Cost-effectiveness of Family-Based Obesity Treatment.

Auteur(s) :
Epstein LH., Paluch RA., Quattrin T., Cao Y., Roemmich JN., Ecker MA.
Date :
Sep, 2017
Source(s) :
Pediatrics. #140:3 p
Adresse :
Department of Pediatrics, Women and Children's Hospital of Buffalo, Buffalo, New York; tquattrin@upa.chob.edu.

Sommaire de l'article

BACKGROUND AND OBJECTIVES
We translated family-based behavioral treatment (FBT) to treat children with overweight and obesity and their parents in the patient-centered medical home. We reported greater reductions in child and parent weight at 6 and 24 months compared with an attention-controlled information control (IC) group. This article reports the cost-effectiveness of long-term weight change for FBT compared with IC.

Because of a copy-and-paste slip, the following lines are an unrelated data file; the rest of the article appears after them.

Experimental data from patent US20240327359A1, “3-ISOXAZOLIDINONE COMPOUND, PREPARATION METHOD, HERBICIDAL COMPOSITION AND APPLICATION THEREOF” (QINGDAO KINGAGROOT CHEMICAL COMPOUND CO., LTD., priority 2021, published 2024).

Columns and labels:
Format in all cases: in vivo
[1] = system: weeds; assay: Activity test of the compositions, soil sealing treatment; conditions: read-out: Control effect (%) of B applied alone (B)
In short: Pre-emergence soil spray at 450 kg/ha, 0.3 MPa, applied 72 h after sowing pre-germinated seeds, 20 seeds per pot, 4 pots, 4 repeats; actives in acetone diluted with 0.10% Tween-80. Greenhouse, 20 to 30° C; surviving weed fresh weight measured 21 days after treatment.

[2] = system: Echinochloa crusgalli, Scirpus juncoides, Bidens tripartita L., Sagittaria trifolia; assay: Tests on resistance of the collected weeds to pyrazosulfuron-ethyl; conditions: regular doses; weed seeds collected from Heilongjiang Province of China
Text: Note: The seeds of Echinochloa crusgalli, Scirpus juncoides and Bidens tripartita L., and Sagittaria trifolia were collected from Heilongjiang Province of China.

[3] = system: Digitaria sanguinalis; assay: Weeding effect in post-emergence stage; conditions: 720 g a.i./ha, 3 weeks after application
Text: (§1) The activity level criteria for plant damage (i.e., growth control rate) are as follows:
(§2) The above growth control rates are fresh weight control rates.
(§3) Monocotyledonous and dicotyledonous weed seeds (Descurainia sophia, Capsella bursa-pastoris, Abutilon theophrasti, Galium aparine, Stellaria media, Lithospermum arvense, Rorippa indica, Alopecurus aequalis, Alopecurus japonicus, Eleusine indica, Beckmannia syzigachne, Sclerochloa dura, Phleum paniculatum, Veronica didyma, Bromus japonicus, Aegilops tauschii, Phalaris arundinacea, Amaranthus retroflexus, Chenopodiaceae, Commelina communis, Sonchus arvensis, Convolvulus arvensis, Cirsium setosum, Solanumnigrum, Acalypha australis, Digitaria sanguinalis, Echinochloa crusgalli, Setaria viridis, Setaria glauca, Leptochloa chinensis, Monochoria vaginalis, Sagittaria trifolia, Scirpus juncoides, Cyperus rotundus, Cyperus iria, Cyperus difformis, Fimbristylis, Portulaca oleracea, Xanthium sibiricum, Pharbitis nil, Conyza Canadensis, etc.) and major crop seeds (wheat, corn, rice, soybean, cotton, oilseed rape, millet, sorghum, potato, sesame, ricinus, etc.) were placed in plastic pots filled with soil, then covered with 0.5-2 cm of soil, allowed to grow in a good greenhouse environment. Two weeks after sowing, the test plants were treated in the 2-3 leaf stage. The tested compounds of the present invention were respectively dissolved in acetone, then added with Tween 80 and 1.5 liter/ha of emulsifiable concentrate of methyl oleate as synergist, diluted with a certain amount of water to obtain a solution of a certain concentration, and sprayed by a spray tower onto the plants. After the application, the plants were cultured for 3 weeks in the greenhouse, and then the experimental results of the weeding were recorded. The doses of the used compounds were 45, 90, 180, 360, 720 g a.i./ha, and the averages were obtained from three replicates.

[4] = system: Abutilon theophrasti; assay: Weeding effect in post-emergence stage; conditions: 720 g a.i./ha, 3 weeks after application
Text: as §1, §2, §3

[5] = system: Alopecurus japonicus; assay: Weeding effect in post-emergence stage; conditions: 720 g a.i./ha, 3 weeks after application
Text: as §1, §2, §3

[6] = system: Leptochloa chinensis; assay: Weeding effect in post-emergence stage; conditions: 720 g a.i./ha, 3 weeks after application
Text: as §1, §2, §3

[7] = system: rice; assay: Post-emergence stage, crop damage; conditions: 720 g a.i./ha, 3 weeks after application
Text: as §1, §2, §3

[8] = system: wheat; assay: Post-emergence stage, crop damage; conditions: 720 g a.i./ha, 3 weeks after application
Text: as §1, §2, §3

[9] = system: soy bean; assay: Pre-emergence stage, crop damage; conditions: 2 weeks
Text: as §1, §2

METHODS
Ninety-six children 2 to 5 years of age with overweight or obesity and with parents who had a BMI ≥25 were randomly assigned to FBT or IC, and both received diet and activity education (12-month treatment and 12-month follow-up). Weight loss and cost-effectiveness were assessed at 24 months. Intention-to-treat, completers, and sensitivity analyses were performed.

RESULTS
The average societal cost per family was $1629 for the FBT and $886 for the IC groups at 24 months. At 24 months, child percent over BMI (%OBMI) change decreased by 2.0 U in the FBT group versus an increase of 4.4 U in the IC group. Parents lost 6.0 vs 0.2 kg at 24 months in the FBT and IC groups, respectively. The incremental cost-effectiveness ratios (ICERs) for children and parents' %OBMI were $116.1 and $83.5 per U of %OBMI, respectively. Parental ICERs were also calculated for body weight and BMI and were $128.1 per 1, and $353.8/ per kilogram, respectively. ICER values for child %OBMI were similar in the intention-to-treat group ($116.1/1 U decrease) compared with completers ($114.3).

CONCLUSIONS
For families consisting of children and parents with overweight, FBT presents a more cost-effective alternative than an IC group.

Source : Pubmed
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